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CAHNR in the news

newspaper readersWTNH aired a video about the Connecticut Veterinary Medical Diagnostic Laboratory’s tick testing. Technical Assistant Maureen Sims and Holly McGinnis were shown doing their work. The video also included footage of Associate Extension Professor Tom Worthley from the Department of Extension in Middlesex County. He described how a large amount of ticks crawled onto and bit workers doing research among invasive Japanese barberry plants.

Newtown Bee quoted Donna Ellis about weevils for the control of the invasive mile-a-minute vine. Ellis is a senior cooperative extension educator in plant science and landscape architecture. The weevils are being used in Newtown, Connecticut.

UConn Today ran an article about a new database that helps connect media representatives to UConn experts in the field. People on the list will also write for The Conversation, an academic news operation. Experts from CAHNR include Professor Douglas Casa, Professor Valerie Duffy, Assistant Professor Paulo Verardi and Distinguished Professor Linda Pescatello. Casa and Pescatello are from kinesiology, Duffy is from allied health and Verardi is from pathobiology. (more…)

Historical image of the week

Junior Surveying

Junior Surveying. 1909. From the University of Connecticut Photograph Collection.

Meet undergraduate student Eric Burfeind

Eric

Eric Burfeind

Eric Burfeind is a senior studying allied health sciences (AHS), with a goal of becoming a physician’s assistant. Eric came to UConn with no clear career goal in mind. However, he found his way to the medical field through his AHS major. Eric provides an admirable example of a well-rounded student, through his participation in study abroad, internships and sports. Read more about Eric’s experiences during his time at UConn.

What attracted you to UConn? I was initially attracted to UConn by the sports programs and the AHS major. I enjoy being at a big school like UConn, but I also like how there is still a rural feel. I’m from the other side of Connecticut, so UConn allowed me to be far enough from home, without leaving the state. UConn is also a great value for in-state students, which is helping me to save up money for graduate school.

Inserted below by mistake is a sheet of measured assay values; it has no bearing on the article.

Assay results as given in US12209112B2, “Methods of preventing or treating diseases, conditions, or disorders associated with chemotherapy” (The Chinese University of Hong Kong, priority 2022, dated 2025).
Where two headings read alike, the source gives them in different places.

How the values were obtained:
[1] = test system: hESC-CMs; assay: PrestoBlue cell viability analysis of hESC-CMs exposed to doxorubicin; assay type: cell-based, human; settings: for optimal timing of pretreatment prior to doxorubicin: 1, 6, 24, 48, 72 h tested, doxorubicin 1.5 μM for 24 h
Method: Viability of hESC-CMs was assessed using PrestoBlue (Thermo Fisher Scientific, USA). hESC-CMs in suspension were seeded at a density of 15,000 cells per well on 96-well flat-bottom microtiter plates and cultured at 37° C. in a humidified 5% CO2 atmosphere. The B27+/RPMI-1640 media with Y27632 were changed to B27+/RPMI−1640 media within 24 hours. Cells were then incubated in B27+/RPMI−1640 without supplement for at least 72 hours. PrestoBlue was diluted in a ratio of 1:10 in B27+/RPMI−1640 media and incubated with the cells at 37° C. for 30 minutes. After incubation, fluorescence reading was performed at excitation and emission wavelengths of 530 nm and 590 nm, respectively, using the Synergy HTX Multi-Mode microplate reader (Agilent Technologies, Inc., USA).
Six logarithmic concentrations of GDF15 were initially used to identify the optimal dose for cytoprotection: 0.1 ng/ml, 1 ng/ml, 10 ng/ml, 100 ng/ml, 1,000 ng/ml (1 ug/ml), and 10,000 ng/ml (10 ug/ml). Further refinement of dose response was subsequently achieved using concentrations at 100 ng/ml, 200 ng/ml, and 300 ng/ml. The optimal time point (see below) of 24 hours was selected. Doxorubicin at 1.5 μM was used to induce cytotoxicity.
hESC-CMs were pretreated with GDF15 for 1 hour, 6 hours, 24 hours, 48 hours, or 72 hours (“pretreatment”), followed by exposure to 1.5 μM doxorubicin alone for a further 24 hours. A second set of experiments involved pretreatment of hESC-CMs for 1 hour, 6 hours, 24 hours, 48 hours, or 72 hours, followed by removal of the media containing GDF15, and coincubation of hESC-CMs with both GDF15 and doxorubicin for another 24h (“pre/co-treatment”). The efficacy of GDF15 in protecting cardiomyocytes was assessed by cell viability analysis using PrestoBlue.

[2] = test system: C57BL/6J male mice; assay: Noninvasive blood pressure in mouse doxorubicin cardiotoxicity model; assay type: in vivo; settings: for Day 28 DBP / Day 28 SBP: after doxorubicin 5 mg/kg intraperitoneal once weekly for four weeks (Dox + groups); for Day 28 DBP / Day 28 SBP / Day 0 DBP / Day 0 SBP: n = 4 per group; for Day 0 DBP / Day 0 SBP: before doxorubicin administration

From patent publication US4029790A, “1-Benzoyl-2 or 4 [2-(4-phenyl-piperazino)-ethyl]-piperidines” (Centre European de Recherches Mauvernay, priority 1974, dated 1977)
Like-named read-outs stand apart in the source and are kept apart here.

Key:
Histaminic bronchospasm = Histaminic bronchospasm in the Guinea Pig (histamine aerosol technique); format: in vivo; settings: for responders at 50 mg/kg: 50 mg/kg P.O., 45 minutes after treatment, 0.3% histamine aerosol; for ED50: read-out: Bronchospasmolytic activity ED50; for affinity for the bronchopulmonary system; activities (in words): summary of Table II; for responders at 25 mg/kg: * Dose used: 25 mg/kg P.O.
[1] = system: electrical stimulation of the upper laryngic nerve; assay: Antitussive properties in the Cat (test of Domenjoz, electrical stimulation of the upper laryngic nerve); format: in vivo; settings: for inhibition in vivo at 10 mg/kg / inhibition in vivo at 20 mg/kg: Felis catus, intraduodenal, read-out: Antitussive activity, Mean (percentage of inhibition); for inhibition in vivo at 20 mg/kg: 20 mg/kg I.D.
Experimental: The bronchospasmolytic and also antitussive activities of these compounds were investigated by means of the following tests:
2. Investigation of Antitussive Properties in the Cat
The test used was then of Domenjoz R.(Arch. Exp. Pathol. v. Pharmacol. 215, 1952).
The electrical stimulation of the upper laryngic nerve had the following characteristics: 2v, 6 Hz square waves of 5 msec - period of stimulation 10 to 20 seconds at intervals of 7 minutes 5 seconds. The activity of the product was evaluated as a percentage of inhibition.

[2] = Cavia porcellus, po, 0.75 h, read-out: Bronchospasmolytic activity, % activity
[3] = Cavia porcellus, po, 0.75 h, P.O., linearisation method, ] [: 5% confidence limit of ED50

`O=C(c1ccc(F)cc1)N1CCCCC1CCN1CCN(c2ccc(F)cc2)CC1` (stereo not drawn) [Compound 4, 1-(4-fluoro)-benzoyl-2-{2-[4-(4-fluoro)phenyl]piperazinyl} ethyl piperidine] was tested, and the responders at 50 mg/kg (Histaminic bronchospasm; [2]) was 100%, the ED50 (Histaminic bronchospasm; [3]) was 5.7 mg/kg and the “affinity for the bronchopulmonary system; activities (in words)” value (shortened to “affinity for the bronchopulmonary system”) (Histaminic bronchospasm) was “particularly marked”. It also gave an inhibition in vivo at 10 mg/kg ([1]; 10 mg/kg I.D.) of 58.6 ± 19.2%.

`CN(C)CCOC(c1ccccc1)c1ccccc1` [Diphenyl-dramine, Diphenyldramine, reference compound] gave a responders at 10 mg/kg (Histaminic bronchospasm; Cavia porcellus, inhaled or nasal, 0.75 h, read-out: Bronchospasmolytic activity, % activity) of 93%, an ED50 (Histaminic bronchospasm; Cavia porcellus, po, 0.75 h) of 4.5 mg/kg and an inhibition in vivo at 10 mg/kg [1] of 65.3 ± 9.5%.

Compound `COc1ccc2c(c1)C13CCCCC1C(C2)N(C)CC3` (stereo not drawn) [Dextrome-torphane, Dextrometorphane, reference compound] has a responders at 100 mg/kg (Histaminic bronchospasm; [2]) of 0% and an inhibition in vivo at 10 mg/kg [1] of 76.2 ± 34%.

Why did you choose your major? When I was applying to UConn, the College of Agriculture, Health and Natural Resources did not yet have “health” in its name. I accidentally came upon the AHS major and found it intriguing that it was part of an agricultural college. The major sounded more interesting than physiology and neurobiology or biology. So, I thought I would give it a try. I enjoy the classes because they teach you how to relate to patients more than the cellular and molecular classes do. I had a great experience with all the professors and the advising center. (more…)

Robots are coming to the dairy center

Terms used in dairyingRobots vacuum floors and assist surgeons. Soon, they will be milking the UConn dairy herd. To house the robots, a 3,000-square-foot Kellogg Dairy Center addition is underway with an expected opening in April 2018. When it is finished, the facility will be among the first voluntary milking systems installed at a university.

This state-of-the art robotic technology will benefit the cows’ health and welfare, the farm staff’s ability to care for the animals in an individual way and the students’ experiential learning, according to Steven Zinn, professor and head of the Department of Animal Science.

The idea was first suggested by Mary-Margaret Cole, animal science’s executive program director, and took about two years of “patience and persistence” to be realized, but it resulted in a “true collaboration.”

“Now, the University dairy herd will have cutting-edge technology made possible by the partnership between the Department of Animal Science, the CAHNR Dean’s Office, the Provost’s Office and the UConn Foundation,” Zinn said. The $1.8 million cost covers the whole project from the design phase to the installation of the robots. (more…)

Image of the week: Pre-Vet Dog Wash

Pre-Vet Dog Wash